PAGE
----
In fact, one could say that the "invasion" of Starbucks has actually blazed the trail for any type of coffee shop - which had formerly been a declining or stagnant business that few younger people would care about.

Dunkin' Donuts has become an ubiquitious staple in Berlin over the last decade, but when they only recently opened their first outlet in Munich, people were lining up around the block.

I find it sometimes amusing that it seems to be much more the valued visitor from America from overseas than the locals who seems to have a problem with finding "their" chains over here.
It may come as a surprise but "we Europeans" actually LIKE that stuff.
While I happily admit that DD's coffee is hardly more than a basic brew, I must admit that I am (unfortunately) crazy about their frosted donuts.
Why you consider your home-grown chains as that inferior is a mystery to me, though.
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Old Nov 27th, 2014, 12:15 AM
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I think the reason Starbucks is not yet present in Italy is two fold - quality and pricing.

I will not go into the question of quality but I just don't think Starbucks would cut it in Italy.

Pricing is very important. The cost of an espresso is generally about Euro 1 in the north of Italy (few break this pricepoint) but can be lower in the south.

Starbucks business model cannot compete with this.
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Old Nov 27th, 2014, 12:18 AM
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What is Starbucks?

I get an idea of what Dunkin Donuts is, basically fat and sugar for people who cannot spell.
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Old Nov 27th, 2014, 12:25 AM
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That does not explain, though, why Starbucks is present in Spain with many locations. Where the price, quality of a solo are same as for an espresso in Italy.
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Old Nov 27th, 2014, 02:29 AM
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I was a bit (but not totally, since money and marketing are, well, MONEY and marketing) surprised to see at least two Starbucks outlets in Vienna earlier this week. And there were people IN them and I somehow doubt those people were all from the United States.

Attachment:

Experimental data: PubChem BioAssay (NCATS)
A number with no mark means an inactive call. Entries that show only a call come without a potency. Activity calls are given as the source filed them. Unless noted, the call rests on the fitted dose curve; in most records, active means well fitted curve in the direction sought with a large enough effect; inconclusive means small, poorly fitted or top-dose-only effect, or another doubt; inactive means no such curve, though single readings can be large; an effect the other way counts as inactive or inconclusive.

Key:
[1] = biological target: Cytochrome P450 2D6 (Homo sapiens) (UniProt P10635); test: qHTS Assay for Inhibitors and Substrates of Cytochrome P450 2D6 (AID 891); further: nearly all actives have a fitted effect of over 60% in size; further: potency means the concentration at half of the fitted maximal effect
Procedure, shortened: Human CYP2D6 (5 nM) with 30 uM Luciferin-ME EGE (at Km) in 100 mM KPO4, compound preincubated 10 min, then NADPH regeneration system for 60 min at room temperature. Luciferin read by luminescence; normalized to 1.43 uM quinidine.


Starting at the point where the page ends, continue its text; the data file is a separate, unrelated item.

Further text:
Anyone remember when "Mr. Coffee Snob from Seattle" Starbucks owner was dishing the Dunkin' Donuts and McDonalds coffee offerings as "that swill?" I guess at lot depends on taste and since I am one of those "star<B>burnt</B>" thinkers I never go in them or buy coffee from them.

In the Vienna cafe places we went past I mainly saw people outside actually taking to one another and smoking although I suppose some were on their phones or laptops or tablets.

I noticed at the Park Hyatt hotel the desk clerks are all using laptops rather than PCs.
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Old Nov 27th, 2014, 03:00 AM
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I wasn't criticizing Vienna, or a caffe culture, and am quite aware of its history. It is typical of American culture to supersize just about everything. I was just pointing out that the upholstered interiors of Starbucks more resemble cafes in Vienna than what you typically see in Italy, plus the array of complicated coffee concoctions, or pastries and small sandwiches -- which exist in Italian cafes, but are not particularly interesting except a few select cities of northern Italy. Starbucks was marketed to Americans as having its roots in Italy, but I think that is a bit of corporate fluff. Even Paris has more of a tradition of hanging out in the cafe as your 2nd living room than Italy does. Italians have the piazza as their 2d living room, and generally prefer being outdoors. It is northern European cities that provided the model for Starbucks, not southern ones (although Italy and Greece does deserve some credit, I guess, for inspiring the "frappaccino.")

It is interesting to note that the "new" cafes of Vienna are making a big deal of having imported Italian-espresso making machines, or having Italian baristas. It is a very distinct style of producing a cup of coffee, as distinctive as Turkish coffee, and Starbucks just doesn't produce the same thing, and neither do most Viennese cafes even if you ask for the alleged equivalents of an espresso.